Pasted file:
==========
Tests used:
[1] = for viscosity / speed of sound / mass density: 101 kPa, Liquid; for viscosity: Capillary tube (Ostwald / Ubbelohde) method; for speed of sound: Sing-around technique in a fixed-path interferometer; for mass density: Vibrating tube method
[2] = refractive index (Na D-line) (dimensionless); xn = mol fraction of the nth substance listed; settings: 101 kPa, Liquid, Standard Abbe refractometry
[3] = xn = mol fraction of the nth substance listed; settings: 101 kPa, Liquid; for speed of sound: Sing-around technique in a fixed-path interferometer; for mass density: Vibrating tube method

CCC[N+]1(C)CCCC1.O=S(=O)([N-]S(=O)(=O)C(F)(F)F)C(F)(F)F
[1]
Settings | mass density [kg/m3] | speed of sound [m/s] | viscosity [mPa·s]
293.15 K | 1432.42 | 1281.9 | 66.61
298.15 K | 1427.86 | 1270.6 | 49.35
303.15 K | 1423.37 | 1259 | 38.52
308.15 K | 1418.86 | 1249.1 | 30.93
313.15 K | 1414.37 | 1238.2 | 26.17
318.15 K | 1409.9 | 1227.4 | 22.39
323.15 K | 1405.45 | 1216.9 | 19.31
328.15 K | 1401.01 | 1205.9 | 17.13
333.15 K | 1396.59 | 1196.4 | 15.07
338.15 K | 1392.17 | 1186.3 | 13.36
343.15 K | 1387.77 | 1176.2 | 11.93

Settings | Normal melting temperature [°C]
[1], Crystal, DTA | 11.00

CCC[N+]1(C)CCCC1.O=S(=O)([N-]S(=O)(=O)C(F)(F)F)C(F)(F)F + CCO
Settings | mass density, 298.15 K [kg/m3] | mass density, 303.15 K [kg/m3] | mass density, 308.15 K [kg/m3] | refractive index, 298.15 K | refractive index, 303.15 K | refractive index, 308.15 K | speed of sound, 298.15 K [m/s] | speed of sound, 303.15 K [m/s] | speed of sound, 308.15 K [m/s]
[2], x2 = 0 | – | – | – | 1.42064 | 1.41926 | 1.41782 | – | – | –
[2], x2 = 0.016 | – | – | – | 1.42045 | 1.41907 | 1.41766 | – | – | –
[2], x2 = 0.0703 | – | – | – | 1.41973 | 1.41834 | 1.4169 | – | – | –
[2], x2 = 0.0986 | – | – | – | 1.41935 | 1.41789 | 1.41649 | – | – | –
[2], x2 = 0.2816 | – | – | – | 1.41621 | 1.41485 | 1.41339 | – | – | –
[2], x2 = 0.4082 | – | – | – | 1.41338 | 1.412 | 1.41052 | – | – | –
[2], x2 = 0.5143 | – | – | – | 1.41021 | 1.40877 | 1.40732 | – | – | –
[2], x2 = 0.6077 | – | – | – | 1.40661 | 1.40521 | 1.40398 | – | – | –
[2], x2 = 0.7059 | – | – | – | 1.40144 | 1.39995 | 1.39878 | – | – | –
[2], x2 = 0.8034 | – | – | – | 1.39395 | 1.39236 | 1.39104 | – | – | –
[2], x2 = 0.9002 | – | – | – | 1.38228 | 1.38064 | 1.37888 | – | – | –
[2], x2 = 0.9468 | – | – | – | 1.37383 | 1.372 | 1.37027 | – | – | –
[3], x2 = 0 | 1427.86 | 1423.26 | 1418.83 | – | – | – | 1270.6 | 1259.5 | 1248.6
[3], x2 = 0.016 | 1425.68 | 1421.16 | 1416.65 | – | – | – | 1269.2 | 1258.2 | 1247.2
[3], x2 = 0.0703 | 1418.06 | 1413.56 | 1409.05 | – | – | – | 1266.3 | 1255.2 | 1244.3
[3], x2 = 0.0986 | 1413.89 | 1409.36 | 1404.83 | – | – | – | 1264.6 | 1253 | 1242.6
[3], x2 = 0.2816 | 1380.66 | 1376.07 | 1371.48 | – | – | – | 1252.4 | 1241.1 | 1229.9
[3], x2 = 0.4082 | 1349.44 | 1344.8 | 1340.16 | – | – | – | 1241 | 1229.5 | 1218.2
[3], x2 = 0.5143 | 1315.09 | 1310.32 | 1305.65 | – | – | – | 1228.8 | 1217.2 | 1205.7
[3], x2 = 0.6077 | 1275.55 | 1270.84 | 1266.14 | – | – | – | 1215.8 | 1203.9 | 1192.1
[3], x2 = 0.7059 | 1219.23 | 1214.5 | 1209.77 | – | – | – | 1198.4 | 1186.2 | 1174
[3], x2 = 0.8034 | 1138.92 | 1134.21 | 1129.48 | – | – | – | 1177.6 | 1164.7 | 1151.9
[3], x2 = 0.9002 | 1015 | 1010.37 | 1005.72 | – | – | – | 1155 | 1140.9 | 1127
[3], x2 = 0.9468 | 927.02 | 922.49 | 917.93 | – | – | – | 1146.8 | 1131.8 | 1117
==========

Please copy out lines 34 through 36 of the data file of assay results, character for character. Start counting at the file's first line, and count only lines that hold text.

[2], x2 = 0.9468 | – | – | – | 1.37383 | 1.372 | 1.37027 | – | – | –
[3], x2 = 0 | 1427.86 | 1423.26 | 1418.83 | – | – | – | 1270.6 | 1259.5 | 1248.6
[3], x2 = 0.016 | 1425.68 | 1421.16 | 1416.65 | – | – | – | 1269.2 | 1258.2 | 1247.2